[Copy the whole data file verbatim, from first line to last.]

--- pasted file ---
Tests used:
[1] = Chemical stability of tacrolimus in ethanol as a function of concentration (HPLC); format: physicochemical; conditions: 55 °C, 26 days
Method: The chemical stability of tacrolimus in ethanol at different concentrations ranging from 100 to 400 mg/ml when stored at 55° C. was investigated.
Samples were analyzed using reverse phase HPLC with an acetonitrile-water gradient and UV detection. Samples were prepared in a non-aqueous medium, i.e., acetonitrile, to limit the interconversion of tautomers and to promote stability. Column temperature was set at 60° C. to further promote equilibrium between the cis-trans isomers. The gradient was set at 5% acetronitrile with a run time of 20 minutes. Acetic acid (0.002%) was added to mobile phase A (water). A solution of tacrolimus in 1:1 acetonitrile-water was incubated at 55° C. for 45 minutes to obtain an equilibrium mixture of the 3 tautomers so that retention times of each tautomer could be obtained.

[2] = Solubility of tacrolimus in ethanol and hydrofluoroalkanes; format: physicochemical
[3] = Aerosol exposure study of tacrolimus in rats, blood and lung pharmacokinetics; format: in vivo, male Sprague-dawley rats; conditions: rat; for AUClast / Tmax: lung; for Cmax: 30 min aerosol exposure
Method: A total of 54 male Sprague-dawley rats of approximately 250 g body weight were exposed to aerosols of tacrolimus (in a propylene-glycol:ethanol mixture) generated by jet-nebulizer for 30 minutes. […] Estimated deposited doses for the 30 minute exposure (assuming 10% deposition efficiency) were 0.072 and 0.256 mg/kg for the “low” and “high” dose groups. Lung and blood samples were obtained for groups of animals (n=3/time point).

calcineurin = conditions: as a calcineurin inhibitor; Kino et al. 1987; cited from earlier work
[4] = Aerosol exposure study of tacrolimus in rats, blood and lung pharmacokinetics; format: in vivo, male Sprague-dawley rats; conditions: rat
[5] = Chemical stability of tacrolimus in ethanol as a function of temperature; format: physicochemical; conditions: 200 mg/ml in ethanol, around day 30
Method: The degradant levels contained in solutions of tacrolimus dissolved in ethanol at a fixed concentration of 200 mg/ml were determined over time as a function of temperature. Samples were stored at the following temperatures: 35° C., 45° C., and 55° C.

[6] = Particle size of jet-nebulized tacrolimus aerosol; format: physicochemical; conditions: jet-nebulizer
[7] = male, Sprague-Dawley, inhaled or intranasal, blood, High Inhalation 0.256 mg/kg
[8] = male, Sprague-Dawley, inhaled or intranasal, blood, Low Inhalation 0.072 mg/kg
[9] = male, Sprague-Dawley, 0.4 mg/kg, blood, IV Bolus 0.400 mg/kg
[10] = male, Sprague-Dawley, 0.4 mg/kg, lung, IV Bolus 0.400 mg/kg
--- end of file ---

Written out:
Tests used:
[1] = Chemical stability of tacrolimus in ethanol as a function of concentration (HPLC); format: physicochemical; conditions: 55 °C, 26 days
Method: The chemical stability of tacrolimus in ethanol at different concentrations ranging from 100 to 400 mg/ml when stored at 55° C. was investigated.
Samples were analyzed using reverse phase HPLC with an acetonitrile-water gradient and UV detection. Samples were prepared in a non-aqueous medium, i.e., acetonitrile, to limit the interconversion of tautomers and to promote stability. Column temperature was set at 60° C. to further promote equilibrium between the cis-trans isomers. The gradient was set at 5% acetronitrile with a run time of 20 minutes. Acetic acid (0.002%) was added to mobile phase A (water). A solution of tacrolimus in 1:1 acetonitrile-water was incubated at 55° C. for 45 minutes to obtain an equilibrium mixture of the 3 tautomers so that retention times of each tautomer could be obtained.

[2] = Solubility of tacrolimus in ethanol and hydrofluoroalkanes; format: physicochemical
[3] = Aerosol exposure study of tacrolimus in rats, blood and lung pharmacokinetics; format: in vivo, male Sprague-dawley rats; conditions: rat; for AUClast / Tmax: lung; for Cmax: 30 min aerosol exposure
Method: A total of 54 male Sprague-dawley rats of approximately 250 g body weight were exposed to aerosols of tacrolimus (in a propylene-glycol:ethanol mixture) generated by jet-nebulizer for 30 minutes. […] Estimated deposited doses for the 30 minute exposure (assuming 10% deposition efficiency) were 0.072 and 0.256 mg/kg for the “low” and “high” dose groups. Lung and blood samples were obtained for groups of animals (n=3/time point).

calcineurin = conditions: as a calcineurin inhibitor; Kino et al. 1987; cited from earlier work
[4] = Aerosol exposure study of tacrolimus in rats, blood and lung pharmacokinetics; format: in vivo, male Sprague-dawley rats; conditions: rat
[5] = Chemical stability of tacrolimus in ethanol as a function of temperature; format: physicochemical; conditions: 200 mg/ml in ethanol, around day 30
Method: The degradant levels contained in solutions of tacrolimus dissolved in ethanol at a fixed concentration of 200 mg/ml were determined over time as a function of temperature. Samples were stored at the following temperatures: 35° C., 45° C., and 55° C.

[6] = Particle size of jet-nebulized tacrolimus aerosol; format: physicochemical; conditions: jet-nebulizer
[7] = male, Sprague-Dawley, inhaled or intranasal, blood, High Inhalation 0.256 mg/kg
[8] = male, Sprague-Dawley, inhaled or intranasal, blood, Low Inhalation 0.072 mg/kg
[9] = male, Sprague-Dawley, 0.4 mg/kg, blood, IV Bolus 0.400 mg/kg
[10] = male, Sprague-Dawley, 0.4 mg/kg, lung, IV Bolus 0.400 mg/kg